thereafter juxtaposing a monofilamentary coupling element having a succession of turns with one of said faces at one of said edges; and
thereafter stitching said element to said tape with stitching overlying said turns, passing through said tape, and lying on the other face of said tape between two of the wales formed at said edge, said warp yarn being patterned 1-0/0-1, said first weft yarns being patterned 0-0/2-2, said second weft yarns being patterned 1-1/0-0/2-2/0-0, and said third weft yarns being patterned 2-3/1-0.
6. The method defined in claim 5, further comprising the step of shrinking said one yarn after the steps of chaining, laying-in and lapping.
7. The method defined in claim 5 wherein said stitching is a multithread double-lock stitch.
8. The method defined in claim 7 wherein said yarns all have substantially the same gauge.
9. In a slide-fastener stringer comprising a pair of stringer halves each having a knitted support tape formed with a multiplicity of single-needle warp chains and a weft laid into the warp chains, the two warp chains at a coupling edge of each tape defining a valley receiving a row of double-chain stitching attaching a coupling element to the tape for interdigitation with the coupling element of the other tape upon movement of a slider therealong, the improvement wherein said weft comprises for each tape:
a first weft yarn laid in only over the two adjoining warp chains along the coupling edge of the tape;
a group of second weft yarns each laid in across three warp chains all across the tape including the warp chain at said edge; and
a group of third weft yarns extending all across the tape except the warp chain at said edge and each lying in at least one warp chain,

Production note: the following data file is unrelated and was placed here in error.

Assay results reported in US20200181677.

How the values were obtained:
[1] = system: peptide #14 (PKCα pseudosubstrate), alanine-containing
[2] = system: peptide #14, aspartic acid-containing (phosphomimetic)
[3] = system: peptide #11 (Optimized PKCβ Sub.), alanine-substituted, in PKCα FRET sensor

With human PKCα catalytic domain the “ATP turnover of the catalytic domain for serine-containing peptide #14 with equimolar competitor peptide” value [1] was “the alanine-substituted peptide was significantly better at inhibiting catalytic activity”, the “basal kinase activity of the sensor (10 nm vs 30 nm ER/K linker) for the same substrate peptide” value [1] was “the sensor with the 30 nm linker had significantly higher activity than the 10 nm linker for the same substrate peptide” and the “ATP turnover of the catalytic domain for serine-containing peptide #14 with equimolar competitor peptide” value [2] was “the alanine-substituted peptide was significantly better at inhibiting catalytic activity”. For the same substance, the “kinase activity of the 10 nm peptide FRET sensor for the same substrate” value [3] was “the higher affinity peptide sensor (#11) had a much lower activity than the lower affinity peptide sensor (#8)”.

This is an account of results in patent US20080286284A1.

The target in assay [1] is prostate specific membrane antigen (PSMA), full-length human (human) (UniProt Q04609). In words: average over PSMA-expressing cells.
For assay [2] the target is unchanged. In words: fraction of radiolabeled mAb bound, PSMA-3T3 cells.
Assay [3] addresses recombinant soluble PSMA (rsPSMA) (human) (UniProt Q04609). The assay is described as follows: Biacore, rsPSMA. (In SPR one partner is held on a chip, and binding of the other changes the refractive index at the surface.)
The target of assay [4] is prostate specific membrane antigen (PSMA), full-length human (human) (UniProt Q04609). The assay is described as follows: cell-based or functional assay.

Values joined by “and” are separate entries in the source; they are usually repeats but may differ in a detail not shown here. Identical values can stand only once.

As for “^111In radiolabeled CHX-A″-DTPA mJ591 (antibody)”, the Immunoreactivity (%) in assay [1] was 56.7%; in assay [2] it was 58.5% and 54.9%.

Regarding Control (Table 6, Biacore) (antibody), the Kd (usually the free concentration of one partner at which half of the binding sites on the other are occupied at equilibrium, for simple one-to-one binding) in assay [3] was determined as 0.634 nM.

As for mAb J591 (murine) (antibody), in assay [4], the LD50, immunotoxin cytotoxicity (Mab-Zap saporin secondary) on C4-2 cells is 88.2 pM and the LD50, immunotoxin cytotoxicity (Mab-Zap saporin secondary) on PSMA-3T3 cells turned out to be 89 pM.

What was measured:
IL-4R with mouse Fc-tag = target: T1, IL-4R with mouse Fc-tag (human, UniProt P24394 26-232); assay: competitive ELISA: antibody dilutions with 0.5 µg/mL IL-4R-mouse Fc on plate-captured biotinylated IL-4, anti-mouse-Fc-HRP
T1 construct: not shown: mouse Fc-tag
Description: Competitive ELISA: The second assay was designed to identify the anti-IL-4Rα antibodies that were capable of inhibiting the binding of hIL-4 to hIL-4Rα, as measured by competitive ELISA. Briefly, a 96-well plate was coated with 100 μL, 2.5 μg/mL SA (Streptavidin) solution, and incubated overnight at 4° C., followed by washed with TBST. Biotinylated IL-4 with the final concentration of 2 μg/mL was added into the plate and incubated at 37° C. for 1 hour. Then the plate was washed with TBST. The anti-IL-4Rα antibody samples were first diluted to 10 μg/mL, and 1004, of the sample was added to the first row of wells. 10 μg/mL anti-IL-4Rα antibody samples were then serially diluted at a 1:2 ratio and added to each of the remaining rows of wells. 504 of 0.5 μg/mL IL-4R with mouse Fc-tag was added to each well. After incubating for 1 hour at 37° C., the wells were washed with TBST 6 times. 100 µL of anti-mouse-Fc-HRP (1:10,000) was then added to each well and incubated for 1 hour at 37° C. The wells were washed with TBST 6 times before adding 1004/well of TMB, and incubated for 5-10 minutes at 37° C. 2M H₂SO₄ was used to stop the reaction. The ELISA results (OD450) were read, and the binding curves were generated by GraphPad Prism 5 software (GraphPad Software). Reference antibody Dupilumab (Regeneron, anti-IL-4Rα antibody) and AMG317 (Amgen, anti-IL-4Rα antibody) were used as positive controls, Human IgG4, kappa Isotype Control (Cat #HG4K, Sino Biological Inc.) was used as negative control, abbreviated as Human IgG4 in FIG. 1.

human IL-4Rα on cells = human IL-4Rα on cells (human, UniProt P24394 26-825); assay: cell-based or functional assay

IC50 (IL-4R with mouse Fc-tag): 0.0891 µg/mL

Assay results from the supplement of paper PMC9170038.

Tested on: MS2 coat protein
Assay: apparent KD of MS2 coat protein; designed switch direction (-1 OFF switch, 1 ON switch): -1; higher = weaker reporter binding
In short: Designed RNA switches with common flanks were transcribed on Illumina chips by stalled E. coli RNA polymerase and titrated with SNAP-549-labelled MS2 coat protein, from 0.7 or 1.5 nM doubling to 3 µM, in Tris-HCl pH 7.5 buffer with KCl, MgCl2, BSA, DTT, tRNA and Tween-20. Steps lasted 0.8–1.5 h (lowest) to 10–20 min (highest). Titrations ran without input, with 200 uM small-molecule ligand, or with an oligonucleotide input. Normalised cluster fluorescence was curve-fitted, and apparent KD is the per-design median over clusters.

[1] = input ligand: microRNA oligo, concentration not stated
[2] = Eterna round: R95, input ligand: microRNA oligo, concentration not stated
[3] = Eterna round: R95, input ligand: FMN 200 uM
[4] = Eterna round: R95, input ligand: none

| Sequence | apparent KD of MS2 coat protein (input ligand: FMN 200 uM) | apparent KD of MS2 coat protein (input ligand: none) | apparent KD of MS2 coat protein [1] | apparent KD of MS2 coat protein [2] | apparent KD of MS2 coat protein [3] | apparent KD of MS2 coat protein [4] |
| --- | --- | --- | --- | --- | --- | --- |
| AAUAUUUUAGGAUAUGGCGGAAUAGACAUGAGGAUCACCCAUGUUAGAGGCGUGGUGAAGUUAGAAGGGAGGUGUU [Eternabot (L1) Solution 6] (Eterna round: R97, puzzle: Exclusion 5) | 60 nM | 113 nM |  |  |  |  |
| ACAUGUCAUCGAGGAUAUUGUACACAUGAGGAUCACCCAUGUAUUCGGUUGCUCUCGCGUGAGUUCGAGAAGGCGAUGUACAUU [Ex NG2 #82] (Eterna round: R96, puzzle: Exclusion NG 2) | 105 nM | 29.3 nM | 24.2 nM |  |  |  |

said warp chains each having a 1-0/0-1 pattern;
said first weft yarn having a 0-0/2-2 pattern;
said second weft yarns each having a 2-3/1-0 pattern; and
said third weft yarns each having a 1-1/0-0/2-2/0-0 pattern.
This application is related to my concurrently filed copending and commonly assigned patent applications Ser. Nos. 728,136; 728,032; 728,134; 728,135; 728,034; 728,133; 728,035; 728,031; and 728,132.
The present invention relates to a slide-fastener stringer half. More particularly this invention concerns such a stringer half having a warp-knit tape to one of whose edges is secured a helicoidal monofilamentary coupling element by means of stitching.
It is known to warp-knit support tapes for a slide-fastener stringer. A coupling element is then stitched to an edge of each of the tapes. Two such tapes along with their stitched-on coupling elements constitute a slide-fastener stringer that can later be equipped with a slider and end stop members so as to form a complete slide fastener.
Normally each of the tapes is knitted as a so-called stabilized fabric (see U.S. Pat. No. 3,708,836 corresponding to German Published application DT-OS 2,016,141). This knit is normally made of a plurality of chains or pillars formed by so-called warp yarns into which is laid a plurality of weft yarns. A warp yarn here is meant to refer to any filament running mainly in the warp direction and a weft yarn similarly refers to any filament running transverse thereto. Such a fabric offers relatively good dimensional stability, and the valley between the edgemost wale and the adjoining wale has proven convenient for stitching-on of the coupling element.